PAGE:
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Franchising the Chronic Care Model

August 22, 2012
by Jennifer Prestigiacomo
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Iora Health employs a high intensity engagement care model for complex and chronic patients
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After a win with the Atlantic City Special Care Center,  primary care physician turned population health pioneer Rushika Fernandopulle, M.D., is replicating its care model of intensive primary care management services, aligned incentives, and actionable analytics, across the country. His guiding principle is to target the small group of patients who generate the most healthcare costs, and treat them using a global budget, rather than fee-for-service infrastructure.  

“We have fidelity to the design, and quite frankly, I think its franchisable,” says Sandy Festa, administrative director, AtlantiCare. “There’s a method to how much space we need, how many staff we need, the routine of actions that occur that does increase the replicability of this design.”

Fernandopulle, who was the first executive director of the Harvard Interfaculty Program for Health Systems Improvement, co-founded the Boston-based Renaissance Health and launched the Special Care Center in July 2007 as a pilot for 1,200 high-cost chronic patients. Renaissance Health  partnered with the two large self-insured companies in Atlantic City, HEREIU Fund, a large trust fund for casino workers, and AtlantiCare Health System, a Malcolm Baldrige National Quality Award winner (the nation’s highest Presidential honor for innovation and excellence), to provide better health outcomes and lower costs.

Fernandopulle, who was profiled last year by surgeon, writer, and public health researcher Atul Gawande in The New Yorker, has since launched the  Cambridge, Mass.-based Iora Health to create more of these high engagement primary care practices. “Our goal is to build three or four of these [practices] this year in very different settings to see how the model works in different places,” says  Fernandopulle. “Four different populations, different sponsors, and starting from scratch to do primary care very differently—hire new people, new culture, new profits, new payment models.”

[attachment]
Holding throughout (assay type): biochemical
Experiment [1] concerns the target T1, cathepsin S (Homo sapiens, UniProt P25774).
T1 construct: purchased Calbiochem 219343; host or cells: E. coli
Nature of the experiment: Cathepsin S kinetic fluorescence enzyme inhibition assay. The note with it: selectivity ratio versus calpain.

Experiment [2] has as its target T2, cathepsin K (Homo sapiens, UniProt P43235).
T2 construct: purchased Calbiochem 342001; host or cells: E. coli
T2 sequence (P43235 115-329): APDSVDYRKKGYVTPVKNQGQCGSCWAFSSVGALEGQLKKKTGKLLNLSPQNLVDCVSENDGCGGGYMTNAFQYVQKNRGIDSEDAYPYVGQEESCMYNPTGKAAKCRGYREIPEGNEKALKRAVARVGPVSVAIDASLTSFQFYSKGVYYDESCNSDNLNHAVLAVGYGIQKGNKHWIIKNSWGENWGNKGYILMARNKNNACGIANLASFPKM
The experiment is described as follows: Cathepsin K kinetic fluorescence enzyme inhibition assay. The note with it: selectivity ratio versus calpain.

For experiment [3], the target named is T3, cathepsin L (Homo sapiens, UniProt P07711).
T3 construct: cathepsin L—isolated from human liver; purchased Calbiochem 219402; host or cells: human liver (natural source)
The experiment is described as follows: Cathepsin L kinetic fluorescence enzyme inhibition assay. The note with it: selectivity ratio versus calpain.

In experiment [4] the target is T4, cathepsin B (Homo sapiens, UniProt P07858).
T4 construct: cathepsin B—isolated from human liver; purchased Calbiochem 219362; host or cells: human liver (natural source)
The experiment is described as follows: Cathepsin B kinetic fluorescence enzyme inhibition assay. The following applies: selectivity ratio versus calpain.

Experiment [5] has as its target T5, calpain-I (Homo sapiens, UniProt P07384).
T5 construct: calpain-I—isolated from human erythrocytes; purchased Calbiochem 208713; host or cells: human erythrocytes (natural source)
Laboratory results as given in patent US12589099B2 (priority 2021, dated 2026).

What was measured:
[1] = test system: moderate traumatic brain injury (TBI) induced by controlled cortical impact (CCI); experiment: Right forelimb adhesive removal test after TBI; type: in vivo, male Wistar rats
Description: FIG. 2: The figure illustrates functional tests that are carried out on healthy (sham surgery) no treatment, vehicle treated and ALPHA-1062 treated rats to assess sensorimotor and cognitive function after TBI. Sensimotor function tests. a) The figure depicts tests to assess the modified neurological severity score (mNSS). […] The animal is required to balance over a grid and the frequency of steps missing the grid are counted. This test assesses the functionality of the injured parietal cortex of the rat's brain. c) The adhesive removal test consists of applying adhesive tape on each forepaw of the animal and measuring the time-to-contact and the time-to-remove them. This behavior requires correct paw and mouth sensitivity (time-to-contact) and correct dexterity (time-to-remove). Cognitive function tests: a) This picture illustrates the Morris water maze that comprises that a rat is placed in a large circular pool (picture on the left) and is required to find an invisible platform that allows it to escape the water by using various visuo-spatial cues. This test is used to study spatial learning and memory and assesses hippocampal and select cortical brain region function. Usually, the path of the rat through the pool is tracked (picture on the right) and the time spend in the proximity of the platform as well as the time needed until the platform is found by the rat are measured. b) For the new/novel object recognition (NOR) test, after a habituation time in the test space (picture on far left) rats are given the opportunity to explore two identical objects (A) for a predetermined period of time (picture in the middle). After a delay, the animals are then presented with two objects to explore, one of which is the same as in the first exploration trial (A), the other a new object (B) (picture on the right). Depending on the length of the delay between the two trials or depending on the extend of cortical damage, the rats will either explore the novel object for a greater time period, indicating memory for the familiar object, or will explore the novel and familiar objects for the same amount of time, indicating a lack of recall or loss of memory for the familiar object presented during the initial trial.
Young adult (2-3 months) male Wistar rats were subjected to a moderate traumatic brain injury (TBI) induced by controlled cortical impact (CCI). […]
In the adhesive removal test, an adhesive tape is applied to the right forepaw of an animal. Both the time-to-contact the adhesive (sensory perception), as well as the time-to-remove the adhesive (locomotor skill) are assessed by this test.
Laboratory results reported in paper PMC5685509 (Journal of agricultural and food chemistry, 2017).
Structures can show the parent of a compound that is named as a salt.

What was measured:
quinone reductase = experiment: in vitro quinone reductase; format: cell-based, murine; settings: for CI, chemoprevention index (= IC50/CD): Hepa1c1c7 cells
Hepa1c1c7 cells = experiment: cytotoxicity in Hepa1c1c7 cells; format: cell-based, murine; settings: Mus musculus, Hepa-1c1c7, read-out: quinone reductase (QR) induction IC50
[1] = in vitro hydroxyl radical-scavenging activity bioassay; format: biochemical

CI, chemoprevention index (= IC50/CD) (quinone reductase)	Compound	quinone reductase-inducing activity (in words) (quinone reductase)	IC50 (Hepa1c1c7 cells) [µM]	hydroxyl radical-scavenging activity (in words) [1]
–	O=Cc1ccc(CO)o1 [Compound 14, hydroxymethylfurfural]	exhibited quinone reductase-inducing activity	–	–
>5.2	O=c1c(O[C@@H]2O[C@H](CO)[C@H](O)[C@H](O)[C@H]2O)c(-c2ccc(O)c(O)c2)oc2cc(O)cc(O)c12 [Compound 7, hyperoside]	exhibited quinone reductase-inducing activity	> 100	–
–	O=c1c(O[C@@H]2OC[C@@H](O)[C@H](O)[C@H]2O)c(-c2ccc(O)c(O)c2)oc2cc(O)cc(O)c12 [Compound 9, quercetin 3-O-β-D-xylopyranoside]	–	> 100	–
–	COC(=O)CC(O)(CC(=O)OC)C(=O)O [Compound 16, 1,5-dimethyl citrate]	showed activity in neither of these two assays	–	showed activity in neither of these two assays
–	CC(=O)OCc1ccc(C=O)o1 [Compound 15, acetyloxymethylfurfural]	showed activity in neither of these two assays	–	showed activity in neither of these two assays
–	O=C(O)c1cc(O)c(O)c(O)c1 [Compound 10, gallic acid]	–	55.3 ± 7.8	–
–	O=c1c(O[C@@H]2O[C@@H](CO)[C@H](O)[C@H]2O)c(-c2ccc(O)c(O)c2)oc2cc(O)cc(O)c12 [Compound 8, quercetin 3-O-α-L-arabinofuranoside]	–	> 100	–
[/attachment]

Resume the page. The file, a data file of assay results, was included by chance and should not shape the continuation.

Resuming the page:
One practice, the Culinary Extra Clinic, opened this January in Las Vegas serving the hotel and restaurant workers who participate in the Culinary Health Fund, and a month later opened Dartmouth Health Connect, a joint practice with Dartmouth College and Dartmouth-Hitchcock in Hanover, N.H. Another practice will be opening this fall in downtown Brooklyn with the Freelancers Union, and one is being planned for Boston.

Team-Based Care
The Special Care Center operates on the principle of focusing on the small group of patients with an average of two chronic conditions—invited by predicitve analysis or through an application process—who generate a bulk of the costs. The Center has grown its patient population to 2,500 and operates with two full-time physicians and one nurse practitioner, with specialists on retainer. These professionals are complemented by a mix nurses, nutritionists, and mental health professionals who act as health coaches to engage patients on multiple levels.

“We spent a lot of time focusing on team-based care,” says Fernandopulle. “If you want to help people, particularly with chronic diseases engage in their health and improve their diseases, it’s a lot of hard work in what you track and what you eat, and instead of depending on doctors to do all that, we hire health coaches, who are from the communities, speak their language, and live their life.”